Just going to stick it out there!
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    (Original post by SuperStarr1)
    No, I think you've missed my point.

    What is the difference between a Cambridge matriculation offer student goes on to achieve EE grades but then decides to drop out 2 months later and someone who has gained entry to a top 100 university but still only attains EE and also drops out?

    NOTHING. (According to you, someone who achieves EE does not have academics as their strong point, yet one of them was able to gain a matriculation offer but only achieved EE.. Yet it could be argued this person is academically capable). Therefore EE =/= academically challenged.

    Both achieved the same grades, both are at the same stages of their lives after dropping out. Do you think entry level employers will care about someone who achieves 10 A*s at GCSE? :lol:

    Also, I'm pretty sure it is mostly the sciences/engineering (amongst others such as Archeology etc - nothing wrong with any of the courses btw!) courses that are in Clearing in August YET I'm sure you would argue that these courses should run.
    first off show me any cambridge student who has achieved EE in the last decade... i doubt you'll find any. in the past few years you'll find a couple of AABs and but nothing below that. the EE offer at oxbridge is just a historic thing, it doesn't mean that they expect the student to obtain anything remotely close to EE.

    so you're whole theoretical point is completely invalid.


    and if a course is in clearing it means it has some places left, not that it's unpopular. and i'd actually argue some science subjects at some universities shouldn't run if the quality of teaching isn't up to scratch... and judging by the science teachers in my school, it really isn't at a fair number of universities.
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    TheSownRose: We all know you go to a university that's perceived as being crap. Please stop making threads on this topic!
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    (Original post by Kerny)
    Oxford and Cambridge offers of EE are only given out to exceptional students in order to negate the pressures of exam stress.
    I'm probably digressing a bit here, but if they're applying to a university where there's almost certainly going to be a few years of very important exams and where academic achievement is paramount, surely they will be looking for people who can cope with exam stress? Sure if there's other circumstances that may lower thier grades a bit but wouldn't it be better if they deferred for a year if that was the case? It just confuses me a bit...

    Anyway back to the question: I don't think there are necessarily bad universities, but some aren't as academic as others. Vocational degrees have as much place in the education system as academic ones, and people have a right to study whatever they choose to, we're all paying the same amount (at least for the moment!) after all! What makes a university bad is when there are disorganised departments, lecturers who may (or may not be) ridiculously intelligent and have tons of knowledge in thier field, but can't give a proper lecture/can't communicate properly with human beings for toffee and the main university body couldn't give a toss about the students.

    Luckily, I don't have these
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    (Original post by Jakko247)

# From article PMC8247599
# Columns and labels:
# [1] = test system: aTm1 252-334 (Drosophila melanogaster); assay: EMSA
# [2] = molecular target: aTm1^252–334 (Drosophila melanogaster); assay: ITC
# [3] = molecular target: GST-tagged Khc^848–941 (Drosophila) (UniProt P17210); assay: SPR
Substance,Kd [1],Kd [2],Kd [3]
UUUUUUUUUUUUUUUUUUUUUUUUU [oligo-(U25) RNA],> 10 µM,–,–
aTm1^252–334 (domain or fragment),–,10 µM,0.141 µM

Any university that deals in 'points'

    Just going to stick it out there!
    including QM than, cos you know they deal in points as well


    pointless topic for all those education snobs to come out and play and prove they know nothing about higher education in this country
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    (Original post by didgeridoo12uk)
    first off show me any cambridge student who has achieved EE in the last decade... i doubt you'll find any. in the past few years you'll find a couple of AABs and but nothing below that. the EE offer at oxbridge is just a historic thing, it doesn't mean that they expect the student to obtain anything remotely close to EE.

    so you're whole theoretical point is completely invalid.


    and if a course is in clearing it means it has some places left, not that it's unpopular. and i'd actually argue some science subjects at some universities shouldn't run if the quality of teaching isn't up to scratch... and judging by the science teachers in my school, it really isn't at a fair number of universities.
    It's a hypothesis, it is not invalid. Just because something may not have happened in the last 10 years, does not mean it won't in the next 10.

    To my knowledge you need a higher level of education to teach at university than you do at a school (i.e. Undergraduate/PGCE v. MA/PHD etc).
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    (Original post by Jakko247)
    Any university that deals in 'points'

    Just going to stick it out there!
    Heh, QMUL just gave me a points offer Standard entry req's are ABB though.
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    (Original post by SuperStarr1)
    It's a hypothesis, it is not invalid. Just because something may not have happened in the last 10 years, does not mean it won't in the next 10.

    To my knowledge you need a higher level of education to teach at university than you do at a school (i.e. Undergraduate/PGCE v. MA/PHD etc).
    You are just talking theoretical nonsense. The EE offer is given in extremely rare circumstances to people with unusually high levels of intelligence. That's all there is to it.
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    (Original post by SuperStarr1)
    It's a hypothesis, it is not invalid. Just because something may not have happened in the last 10 years, does not mean it won't in the next 10.

    To my knowledge you need a higher level of education to teach at university than you do at a school (i.e. Undergraduate/PGCE v. MA/PHD etc).
    You clearly have no idea what you're talking about. The likelihood of anyone getting that kind of offer is ridiculously low, and even then it is only for those who are academically brilliant. You're the kind of person who just wastes everyone else's time on TSR arguing with you because you won't give up even though you're clearly wrong.
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    Everything with "metropolitan" in the name.

    Anything that is the name of a proper university with another random word put on; "Oxford Brookes" "Southampton Solent" "Nottingham Trent" etc.